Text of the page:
By Elise Seyfried
“The best way to keep children at home is to make the home a pleasant atmosphere and let the air out of the tires.” –Dorothy Parker
As with so many other aspects of my bipolar life, I have a love/hate relationship with the ocean. I adore sunrises over the sea, sitting at water’s edge with a good book, “swimming.” (My definition: wading out, ever-so-tentatively, until I am maaaayybee knee-deep in the drink, then scampering smartly ashore at the first hint of an actual wave.)
I also fear the ocean’s power, its depth, its general … wateriness. Since every one of our children’s summers has revolved around the Delaware seashore, you can imagine my pretend good cheer, and genuine heart-sinking sensation, each time the kids caroled, “Let’s go in!” When they got past the age when I absolutely had to let go of my deathgrip on their hands (it’s been at least two or three years now), I had to content myself to watch as they rode in on the tide on their flimsy boogie boards, jumped — or, worse, ducked under — the terrifying swells.
I would read the same sentence in my book 47 times as my eyes darted up over the page and out towards my cavorting offspring. Exactly twice did I have reason to be this panicky. Evan was once carried out by a riptide — and promptly rescued by a lifeguard; Julie got a mild concussion by being knocked over in the surf. The other 1800 trips to the beach, the biggest mishaps involved sunscreen in the eyes and PB & Js snatched by ravenous seagulls.
Well, now my worst nightmare — being trapped underwater — is currently being lived out by Lt. JG Evan Seyfried, USS Greeneville. Evan is “underway” to parts and for times unknown, and I am left, ashore and forlorn, to imagine how I could possibly have mothered a child so totally unfazed by life on a submarine.
I’m learning to cope with waiting for whatever news he can share (email, miraculously, does travel back and forth, but at a virtual snail’s pace), hanging on to Evan’s reassurance that subs have come a little ways since the small, super-cramped boats featured in WWII movies. I try hard to begin and end the day in prayer for him — prayers for his safety — and then mean it, let God be God and care for my child where I cannot follow. But still…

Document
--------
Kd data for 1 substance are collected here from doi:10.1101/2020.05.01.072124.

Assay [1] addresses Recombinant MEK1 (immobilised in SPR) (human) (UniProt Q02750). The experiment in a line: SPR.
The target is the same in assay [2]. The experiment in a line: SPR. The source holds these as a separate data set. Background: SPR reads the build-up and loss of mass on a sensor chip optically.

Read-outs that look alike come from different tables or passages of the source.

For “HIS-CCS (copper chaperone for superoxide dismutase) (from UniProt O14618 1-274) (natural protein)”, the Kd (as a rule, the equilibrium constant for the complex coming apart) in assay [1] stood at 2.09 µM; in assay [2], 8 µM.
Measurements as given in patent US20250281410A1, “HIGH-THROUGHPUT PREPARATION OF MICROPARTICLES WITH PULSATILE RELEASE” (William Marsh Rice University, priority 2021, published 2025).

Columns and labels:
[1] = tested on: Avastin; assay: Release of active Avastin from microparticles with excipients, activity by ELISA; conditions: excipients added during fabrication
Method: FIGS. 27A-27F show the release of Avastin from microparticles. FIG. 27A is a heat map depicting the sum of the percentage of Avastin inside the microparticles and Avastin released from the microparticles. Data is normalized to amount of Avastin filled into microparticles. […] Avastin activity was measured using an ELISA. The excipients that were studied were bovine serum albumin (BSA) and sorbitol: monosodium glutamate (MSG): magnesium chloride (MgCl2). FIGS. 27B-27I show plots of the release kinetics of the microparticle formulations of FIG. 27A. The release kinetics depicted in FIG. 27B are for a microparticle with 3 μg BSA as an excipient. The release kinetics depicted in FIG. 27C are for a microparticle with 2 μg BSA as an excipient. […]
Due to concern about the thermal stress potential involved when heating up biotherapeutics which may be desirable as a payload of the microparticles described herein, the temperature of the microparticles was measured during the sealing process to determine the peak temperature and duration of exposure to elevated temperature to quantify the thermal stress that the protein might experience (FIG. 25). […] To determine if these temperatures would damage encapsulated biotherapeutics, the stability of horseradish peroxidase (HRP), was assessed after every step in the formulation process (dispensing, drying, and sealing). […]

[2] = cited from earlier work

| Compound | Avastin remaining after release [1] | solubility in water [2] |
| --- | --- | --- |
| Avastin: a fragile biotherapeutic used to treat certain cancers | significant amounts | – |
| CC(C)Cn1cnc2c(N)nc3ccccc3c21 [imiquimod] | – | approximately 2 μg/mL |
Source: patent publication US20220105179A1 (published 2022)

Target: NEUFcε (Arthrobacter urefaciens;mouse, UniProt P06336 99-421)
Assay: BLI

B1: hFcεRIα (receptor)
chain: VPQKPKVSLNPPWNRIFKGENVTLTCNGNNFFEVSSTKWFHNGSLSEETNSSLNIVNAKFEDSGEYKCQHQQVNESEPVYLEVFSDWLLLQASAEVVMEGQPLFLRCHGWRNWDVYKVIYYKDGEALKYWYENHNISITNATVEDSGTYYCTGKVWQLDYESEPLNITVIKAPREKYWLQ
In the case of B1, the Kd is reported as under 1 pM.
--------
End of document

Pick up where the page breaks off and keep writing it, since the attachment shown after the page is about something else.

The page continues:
Other places I cannot go, now that ALL the Seyfried kids are “underway,” one way or another, include the classes Sheridan is teaching at Curtis Institute of Music. How I’d love to sneak in and listen to my son instruct a roomful of gifted young musicians! But guess what? That invitation has not yet been issued! How about a visit to Rosie’s “flat” in London last summer, as she worked on a sound installation for the Royal Opera House? Heck, how about Rosie’s front stoop in Boston, hanging out with her Berklee buds? Haven’t gotten that invite either!
To finish the roll call, PJ has yet to ask me to a Friday night Millersville University party (I’m sure he probably just lost my phone number), and when Jules has high school friends over, her “special request” is for me to please find something to do in a galaxy far, far away.
So when did I become so darned dispensable? Why does it seem that the clichéd “roots and wings” line is being altered around here, with the roots uprooted and all the wings flapping wildly, propelling them farther and farther from me? I guess I didn’t think I’d feel quite so marginalized until I was a good bit older (say, age 126 or so).
The other day we had one of those bizarre conversations that seem to be a staple of the Seyfried house. Julie asked who had been scheduled to “get” the brood if anything happened to Steve and me. I responded, “Aunt C.” (My sister deserves her crown in Heaven for agreeing to this plan, but I am SURE her every prayer, back in the day, was that she be spared life as “Auntie Mom” to five children under age 10!)
Julie then said casually, “Well, you know, we’d be fine on our own now, if anything happened. We’d figure it out.” What should have been a reassuring comment, instead triggered an unreasonable longing to turn back the hands of time to the anxious, crazy, exhausting days when I was capital N “Needed.”
Oh I know, I know, they still need me, just in a different way. Their independence and competence are such positive things, qualities they have worked hard to develop and deserve to enjoy. And I truly believe that I am still on speed dial when life’s crises hit. And I truly never want to become Clingy Mother, demanding hourly check-ins from her brood.
So, where does that leave me? Redefining myself for sure, and maybe that’s something I really needed to do.
Like it or not, I am “underway” as well. Setting sail on that ocean I both love and hate, that ocean called life. A new kind of mom, onward to the next adventure.
Elise Seyfried is Director of Spiritual Formation at Christ’s Lutheran Church in Oreland. She is also an actress, wife, mother of five and co-author (with husband, Steve) of 15 plays for children. She is also the author of a self-published book, “Unhaling: On God, Grace and a Perfectly Imperfect Life,” a collection of essays, humorous but with a spiritual focus, based on her life as a mom and church worker. The book can be purchased for $15 plus shipping through www.eliseseyfried.com. (Also from Amazon.com and Barnes and Noble bn.com, although they add an extra charge.)
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